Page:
|Summary:||UDP packages lost on their way to samba|
|Product:||[Retired] Red Hat Public Beta||Reporter:||Daniel Resare <noa-bugzilla-redhat>|
|Component:||samba||Assignee:||Jay Fenlason <fenlason>|
|Status:||CLOSED NOTABUG||QA Contact:||David Lawrence <dkl>|
|Fixed In Version:||Doc Type:||Bug Fix|
|Doc Text:||Story Points:||---|
|Last Closed:||2003-02-26 23:27:38 UTC||Type:||---|
|oVirt Team:||---||RHEL 7.3 requirements from Atomic Host:|
|Cloudforms Team:||---||Target Upstream Version:|
Description Daniel Resare 2003-02-26 14:52:47 UTC
Description of problem: SMB connections from a Windows 2000 Server box to a samba server on phoebe3 beta hangs about every 10 minutes or so. Playing around with ethereal i found that NBNS (NetBIOS Name Service) UDP packets gets lost on their to the nmbd process. Reconfiguring the ethernet interface with '/sbin/ifconfig eth0 down; /sbin/ifconfig eth0 up' fixes the problem with the disappearing UDP packets and after a few seconds the SMB mount starts working again. Version-Release number of selected component (if applicable): kernel-2.4.20-2.54 (from rawahide, i686) samba-2.2.7a-5 [root@ulysses noa]# grep Ethernet /proc/pci Ethernet controller: 3Com Corporation 3c905B 100BaseTX [Cyclone] (rev 48). The client: Windows 2000 Server SP3 with all Hotfixes applied How reproducible: Havent seen it on any other networks, but here it is totally reproducible. I'm willing to put the needed time in trying out test setups and stuff to nail this one. Steps to Reproduce: 1. The simplest test case is doing an explicit name table lookup for the samba server using the windows commandline util nbtstat. "nbtstat -a ulysses" should give a table of names that has different properties. Looking at the lookup from ethereal on the server gives the following pattern: 6.803884 126.96.36.199 -> 188.8.131.52 NBNS Name query NBSTAT ULYSSES<00> 6.804272 184.108.40.206 -> 220.127.116.11 NBNS Name query response NBSTAT Doing "strace -p `/sbin/pidof nmbd` -eselect" shows that the select(2) returns when the UDP packet arrives. 2. Mount a volume from the samba server serving some music, and listen to it. When the music abruptly stops the server is in "fail mode" 3. Trying "nbtstat -a ulysses" again produces 3 UDP packet in ethereal on the samba server but no answers, like this: 1.551568 18.104.22.168 -> 22.214.171.124 NBNS Name query NBSTAT ULYSSES<00> 3.050753 126.96.36.199 -> 188.8.131.52 NBNS Name query NBSTAT ULYSSES<00> 4.550720 184.108.40.206 -> 220.127.116.11 NBNS Name query NBSTAT ULYSSES<00> The really interesting part though is the strace line from above. The select(2) call doesnt doesnt return when the packets hit the machine. 4. To restore UDP delivery to the nmb process again, wihtout waiting for about 10 minutes is most easily done by running '/sbin/ifconfig eth0 down; /sbin/ifconfig eth0 up' Additional info: - No firewall is configured, /sbin/iptables-save returns without printing anything.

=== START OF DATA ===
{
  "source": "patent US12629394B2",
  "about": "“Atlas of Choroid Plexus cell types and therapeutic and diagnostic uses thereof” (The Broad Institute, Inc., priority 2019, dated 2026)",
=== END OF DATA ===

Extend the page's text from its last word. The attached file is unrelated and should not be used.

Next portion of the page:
Comment 1 Daniel Resare 2003-02-26 15:12:42 UTC
I think you were a little to quick classing this as a samba problem, as I can trivially reproduce it with netcat also. When the server is in failure mode, if i shut down samba and instead run 'nc -u -l -p 137' I don't get any traffic from the network. Restarting the interface makes the UDP packets get sent to netcat (and displayed at chunks of strange ascii). If this is indeed not a kernel bug I would be most interested in finding out what valid reasons the kernel has for not forwarding incoming udp packets to userspace, or at least point me in a direction where I can RTFM a bit :)
Comment 2 Jay Fenlason 2003-02-26 20:16:08 UTC
Is the box paticularly loaded when packets are being dropped? One of the other develpers here wolud like to know what "cat /proc/net/snmp" shows when it's dropping packets. If the kernel is dropping packets, that'll show why. I'd also suggest trying a different (kind of) nic in the machine. If it only fails when you're using the 3c905B, it'll be easier for me to say "this is a kernel bug".
Comment 3 Daniel Resare 2003-02-26 23:27:38 UTC
After some more hours of debugging I found the problem. It turns out that my ISP has the habit of spaming my network with ARP responses. This creates a race condition between the samba server and the routers. When the routers win they get the oppurtunity to block certain udp packets. This was hard to track down because the routers only drops certain classes of packets. A piece of advice to anyone tracking down similiar problems in the future is to have a quick look at the Ethernet headers for the packets that seem to disappear.